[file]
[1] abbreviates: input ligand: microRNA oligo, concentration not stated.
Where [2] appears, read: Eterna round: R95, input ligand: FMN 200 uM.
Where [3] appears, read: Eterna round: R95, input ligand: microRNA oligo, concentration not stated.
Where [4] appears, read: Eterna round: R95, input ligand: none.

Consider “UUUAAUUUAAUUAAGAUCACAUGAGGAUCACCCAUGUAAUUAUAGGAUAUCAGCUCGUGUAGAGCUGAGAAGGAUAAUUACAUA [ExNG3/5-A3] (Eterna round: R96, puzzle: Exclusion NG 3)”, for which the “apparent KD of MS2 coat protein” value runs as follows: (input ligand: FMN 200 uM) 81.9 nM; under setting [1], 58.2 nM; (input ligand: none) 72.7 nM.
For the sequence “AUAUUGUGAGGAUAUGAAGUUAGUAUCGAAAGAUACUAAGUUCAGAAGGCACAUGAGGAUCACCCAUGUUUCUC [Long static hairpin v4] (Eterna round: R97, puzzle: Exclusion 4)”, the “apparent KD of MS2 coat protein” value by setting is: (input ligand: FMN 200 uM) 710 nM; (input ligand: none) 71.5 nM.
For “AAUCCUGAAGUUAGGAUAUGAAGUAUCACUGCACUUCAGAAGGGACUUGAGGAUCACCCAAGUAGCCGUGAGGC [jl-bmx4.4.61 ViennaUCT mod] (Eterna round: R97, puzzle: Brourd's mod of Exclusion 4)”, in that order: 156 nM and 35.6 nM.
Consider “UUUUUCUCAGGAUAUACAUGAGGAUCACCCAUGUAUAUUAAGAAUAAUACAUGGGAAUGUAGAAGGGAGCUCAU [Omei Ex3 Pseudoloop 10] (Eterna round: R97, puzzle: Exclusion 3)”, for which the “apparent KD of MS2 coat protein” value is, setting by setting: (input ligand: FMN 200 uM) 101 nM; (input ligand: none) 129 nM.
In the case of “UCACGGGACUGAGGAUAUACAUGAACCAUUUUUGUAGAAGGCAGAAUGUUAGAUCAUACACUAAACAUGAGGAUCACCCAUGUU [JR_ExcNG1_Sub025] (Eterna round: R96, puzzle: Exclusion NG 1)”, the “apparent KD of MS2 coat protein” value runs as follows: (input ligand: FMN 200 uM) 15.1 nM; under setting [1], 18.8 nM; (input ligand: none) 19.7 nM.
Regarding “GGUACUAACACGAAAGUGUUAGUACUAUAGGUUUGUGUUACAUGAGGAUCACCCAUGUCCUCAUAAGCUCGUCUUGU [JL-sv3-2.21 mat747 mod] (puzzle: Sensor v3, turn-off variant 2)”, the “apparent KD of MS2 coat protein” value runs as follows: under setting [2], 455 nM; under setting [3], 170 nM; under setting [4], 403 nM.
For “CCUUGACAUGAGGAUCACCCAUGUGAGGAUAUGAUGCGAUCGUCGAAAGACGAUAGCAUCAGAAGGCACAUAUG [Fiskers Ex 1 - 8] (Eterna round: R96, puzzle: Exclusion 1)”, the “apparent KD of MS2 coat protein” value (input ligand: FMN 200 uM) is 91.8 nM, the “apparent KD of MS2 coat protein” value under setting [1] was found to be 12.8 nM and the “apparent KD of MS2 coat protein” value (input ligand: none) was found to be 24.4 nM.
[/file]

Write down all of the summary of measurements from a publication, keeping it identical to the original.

[1] abbreviates: input ligand: microRNA oligo, concentration not stated.
Where [2] appears, read: Eterna round: R95, input ligand: FMN 200 uM.
Where [3] appears, read: Eterna round: R95, input ligand: microRNA oligo, concentration not stated.
Where [4] appears, read: Eterna round: R95, input ligand: none.

Consider “UUUAAUUUAAUUAAGAUCACAUGAGGAUCACCCAUGUAAUUAUAGGAUAUCAGCUCGUGUAGAGCUGAGAAGGAUAAUUACAUA [ExNG3/5-A3] (Eterna round: R96, puzzle: Exclusion NG 3)”, for which the “apparent KD of MS2 coat protein” value runs as follows: (input ligand: FMN 200 uM) 81.9 nM; under setting [1], 58.2 nM; (input ligand: none) 72.7 nM.
For the sequence “AUAUUGUGAGGAUAUGAAGUUAGUAUCGAAAGAUACUAAGUUCAGAAGGCACAUGAGGAUCACCCAUGUUUCUC [Long static hairpin v4] (Eterna round: R97, puzzle: Exclusion 4)”, the “apparent KD of MS2 coat protein” value by setting is: (input ligand: FMN 200 uM) 710 nM; (input ligand: none) 71.5 nM.
For “AAUCCUGAAGUUAGGAUAUGAAGUAUCACUGCACUUCAGAAGGGACUUGAGGAUCACCCAAGUAGCCGUGAGGC [jl-bmx4.4.61 ViennaUCT mod] (Eterna round: R97, puzzle: Brourd's mod of Exclusion 4)”, in that order: 156 nM and 35.6 nM.
Consider “UUUUUCUCAGGAUAUACAUGAGGAUCACCCAUGUAUAUUAAGAAUAAUACAUGGGAAUGUAGAAGGGAGCUCAU [Omei Ex3 Pseudoloop 10] (Eterna round: R97, puzzle: Exclusion 3)”, for which the “apparent KD of MS2 coat protein” value is, setting by setting: (input ligand: FMN 200 uM) 101 nM; (input ligand: none) 129 nM.
In the case of “UCACGGGACUGAGGAUAUACAUGAACCAUUUUUGUAGAAGGCAGAAUGUUAGAUCAUACACUAAACAUGAGGAUCACCCAUGUU [JR_ExcNG1_Sub025] (Eterna round: R96, puzzle: Exclusion NG 1)”, the “apparent KD of MS2 coat protein” value runs as follows: (input ligand: FMN 200 uM) 15.1 nM; under setting [1], 18.8 nM; (input ligand: none) 19.7 nM.
Regarding “GGUACUAACACGAAAGUGUUAGUACUAUAGGUUUGUGUUACAUGAGGAUCACCCAUGUCCUCAUAAGCUCGUCUUGU [JL-sv3-2.21 mat747 mod] (puzzle: Sensor v3, turn-off variant 2)”, the “apparent KD of MS2 coat protein” value runs as follows: under setting [2], 455 nM; under setting [3], 170 nM; under setting [4], 403 nM.
For “CCUUGACAUGAGGAUCACCCAUGUGAGGAUAUGAUGCGAUCGUCGAAAGACGAUAGCAUCAGAAGGCACAUAUG [Fiskers Ex 1 - 8] (Eterna round: R96, puzzle: Exclusion 1)”, the “apparent KD of MS2 coat protein” value (input ligand: FMN 200 uM) is 91.8 nM, the “apparent KD of MS2 coat protein” value under setting [1] was found to be 12.8 nM and the “apparent KD of MS2 coat protein” value (input ligand: none) was found to be 24.4 nM.